Water – The Leidenfrost Maze

The Leidenfrost Maze was designed and built by University of Bath undergraduate students Carmen Cheng and Matthew Guy to demonstrate the self-propulsion of Leidenfrost droplets at public outreach events and schools. The video was created by Carmen Cheng as part of her undergraduate project.




The Leidenfrost effect is a phenomenon in which a liquid, such as water, forms a thin layer of vapor when it comes into contact with a surface significantly hotter than its boiling point. This layer of vapor insulates the liquid from direct contact with the surface, leading to reduced friction and allowing droplets to move freely and unpredictably.

The “Leidenfrost Maze” is an intriguing demonstration of this effect, where water droplets navigate a maze-like pattern on a superheated surface. Here’s how it works:

1. **Superheated Surface**: The surface of the maze is heated to a temperature significantly higher than the boiling point of water. When water droplets are placed on this surface, they immediately vaporize upon contact, forming a layer of vapor underneath.

2. **Vapor Cushion**: The vapor layer acts as a cushion between the water droplets and the surface, preventing direct contact. This reduces friction and allows the droplets to glide across the surface with minimal resistance.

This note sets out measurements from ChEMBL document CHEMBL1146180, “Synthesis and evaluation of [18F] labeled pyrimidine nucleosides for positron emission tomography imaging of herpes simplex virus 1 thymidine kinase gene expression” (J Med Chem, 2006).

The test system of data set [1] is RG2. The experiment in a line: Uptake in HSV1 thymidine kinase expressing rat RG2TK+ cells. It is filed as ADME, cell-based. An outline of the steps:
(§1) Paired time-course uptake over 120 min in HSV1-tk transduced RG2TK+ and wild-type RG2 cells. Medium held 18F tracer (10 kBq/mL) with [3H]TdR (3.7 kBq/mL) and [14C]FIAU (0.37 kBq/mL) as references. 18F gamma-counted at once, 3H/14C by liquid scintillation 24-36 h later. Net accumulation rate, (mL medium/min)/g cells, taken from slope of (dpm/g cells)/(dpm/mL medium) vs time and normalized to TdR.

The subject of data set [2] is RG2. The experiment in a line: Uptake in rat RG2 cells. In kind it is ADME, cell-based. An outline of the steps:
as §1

3. **Maze Design**: The surface is constructed with a maze-like pattern, featuring walls and barriers that create pathways and dead ends. The design of the maze can vary widely, ranging from simple geometric shapes to intricate and elaborate structures.

4. **Droplet Navigation**: As the water droplets move across the surface, they follow the pathways of least resistance, navigating through the maze based on the movement of the vapor beneath them. The droplets can change direction, split apart, or merge back together as they encounter different obstacles and pathways.

5. **Visual and Kinetic Display**: The Leidenfrost Maze provides a visually captivating and dynamic display as water droplets traverse the maze, creating patterns of movement and interaction. It demonstrates the principles of fluid dynamics and the Leidenfrost effect in a visually engaging way.

Overall, the Leidenfrost Maze is a fascinating demonstration of how the interplay between temperature, surface properties, and fluid dynamics can produce unexpected and visually striking behavior. It showcases the intricate relationship between physics and aesthetics, offering both entertainment and educational value.

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